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First Comes Duty, Then Comes Love

lawBishop N.T. Wright recently published a small book entitled After You Believe, dealing with the question of what Christians should do, well, after they believe. The Bishop begins by introducing to his readers two very different (yet prevalent) strains of thought within Christianity.

The first is the idea that it is the rules that matter. Humans are imperfect beings whose morality can only be judged by some exterior code, and so we all must follow the rules whether we like it or not.

The second is the notion that the Christian Gospels are a call to authenticity. Christ, after all, condemned hypocrisy nearly more than he did anything else. Following the rules without having your heart in the right place doesn’t seem to get you very far.

Bishop Wright’s solution to the problem is to say that both are incomplete. In the Gospels, Christ primarily calls his followers to a transformation of character. This means that the Christian should obey the rules not because of his or her duty, but rather because it is the Christian’s nature. The only problem of course, is that it’s not in our nature to follow the right rules. What you call virtue or good character—when you do the right thing automatically—is not our natural condition. It only comes with great discipline and practice.

The goal, of course, is transformation: being made new and changing your desires so that doing the right thing becomes second nature. This seems to be what Timothy Wier is getting at in his response to my juxtaposition of duty and desire. Timothy writes that duty is only truly fulfilled when your desire is calibrated to align with your duty, and that this can only be done when you make a conscious decision free from coercion.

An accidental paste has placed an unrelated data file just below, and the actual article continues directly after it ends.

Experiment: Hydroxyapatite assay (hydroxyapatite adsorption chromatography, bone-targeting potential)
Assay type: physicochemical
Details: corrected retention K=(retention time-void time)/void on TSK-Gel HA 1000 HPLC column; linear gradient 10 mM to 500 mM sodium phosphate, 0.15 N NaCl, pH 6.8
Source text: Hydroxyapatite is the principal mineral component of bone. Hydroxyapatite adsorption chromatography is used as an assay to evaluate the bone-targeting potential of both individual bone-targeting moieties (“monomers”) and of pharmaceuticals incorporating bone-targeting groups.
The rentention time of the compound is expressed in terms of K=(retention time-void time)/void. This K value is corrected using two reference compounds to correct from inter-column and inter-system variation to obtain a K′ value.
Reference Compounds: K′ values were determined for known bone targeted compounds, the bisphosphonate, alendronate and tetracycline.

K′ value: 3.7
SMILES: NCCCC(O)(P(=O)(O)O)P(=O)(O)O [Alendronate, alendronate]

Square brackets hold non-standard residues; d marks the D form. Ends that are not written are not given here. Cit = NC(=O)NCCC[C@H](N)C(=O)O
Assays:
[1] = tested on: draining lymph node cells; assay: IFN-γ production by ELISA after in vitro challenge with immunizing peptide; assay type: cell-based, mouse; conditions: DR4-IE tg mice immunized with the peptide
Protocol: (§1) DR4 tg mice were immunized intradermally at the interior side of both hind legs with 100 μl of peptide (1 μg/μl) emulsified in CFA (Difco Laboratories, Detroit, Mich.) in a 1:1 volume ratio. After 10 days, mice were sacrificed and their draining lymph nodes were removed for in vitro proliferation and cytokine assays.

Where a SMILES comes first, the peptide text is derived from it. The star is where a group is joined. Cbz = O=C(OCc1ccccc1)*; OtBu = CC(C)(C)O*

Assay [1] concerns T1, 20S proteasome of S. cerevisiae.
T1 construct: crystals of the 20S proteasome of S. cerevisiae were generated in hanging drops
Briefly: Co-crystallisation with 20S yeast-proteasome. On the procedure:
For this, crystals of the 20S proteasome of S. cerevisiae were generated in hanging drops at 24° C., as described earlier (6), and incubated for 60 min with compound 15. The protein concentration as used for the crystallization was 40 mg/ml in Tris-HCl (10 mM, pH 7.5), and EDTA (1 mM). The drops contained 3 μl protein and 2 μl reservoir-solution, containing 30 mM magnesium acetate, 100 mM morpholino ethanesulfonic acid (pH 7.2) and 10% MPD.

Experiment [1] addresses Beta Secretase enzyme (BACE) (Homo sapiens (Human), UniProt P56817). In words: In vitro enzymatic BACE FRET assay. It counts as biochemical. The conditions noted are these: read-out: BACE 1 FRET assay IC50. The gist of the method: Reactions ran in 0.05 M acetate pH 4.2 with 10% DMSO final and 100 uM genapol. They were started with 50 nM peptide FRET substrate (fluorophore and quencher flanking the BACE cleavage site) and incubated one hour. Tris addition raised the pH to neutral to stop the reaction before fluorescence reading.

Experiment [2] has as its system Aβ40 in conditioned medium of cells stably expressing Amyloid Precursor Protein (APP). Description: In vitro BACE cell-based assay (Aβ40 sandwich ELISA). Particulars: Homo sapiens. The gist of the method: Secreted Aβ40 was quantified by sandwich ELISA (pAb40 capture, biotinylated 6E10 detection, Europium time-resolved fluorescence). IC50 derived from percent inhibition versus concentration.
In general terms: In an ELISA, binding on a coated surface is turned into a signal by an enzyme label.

While it is obvious that the transformation of our desires is the goal, without which we are incomplete, the question of “how?” still remains. It seems blatantly clear, however, that you can’t transform your desires on your own. It takes practice, outside help, and often—dare I say it—“coercion.” The obligations of family, law, religion, and community all “coerce” us, mold our desires, and define who we are.

The conservative in the line of Cicero, Burke, and Kirk is far from believing that duty is all that matters. Ethics and morality are more nuanced, and this line of thinking recognizes that laws and duties have tremendous teaching power. C.S. Lewis knew this well when he explained:

“The rule for all of us is perfectly simple. Do not waste time bothering whether you ‘love’ your neighbor; act as if you did. As soon as we do this we find one of the great secrets. When you are behaving as if you loved someone, you will presently come to love him.”

My own position (which is probably different from that of Bishop Wright’s or the other great men discussed) is that our culture is too self-obsessed to be told that their feelings or happiness somehow factor into the equation. Duty is not all that matters, but it may be all that matters right now. Transformation of character, if it comes, will only come after you renounce the self and take up the hard task of submitting to your obligations.

The Enlightenment’s definition of freedom describes neither the natural nor the best state for mankind. Once you realize this, it becomes painfully obvious that the followers of Kant and the Stoics will have an easier time in purgatory than will any modern “Christian” hedonist.


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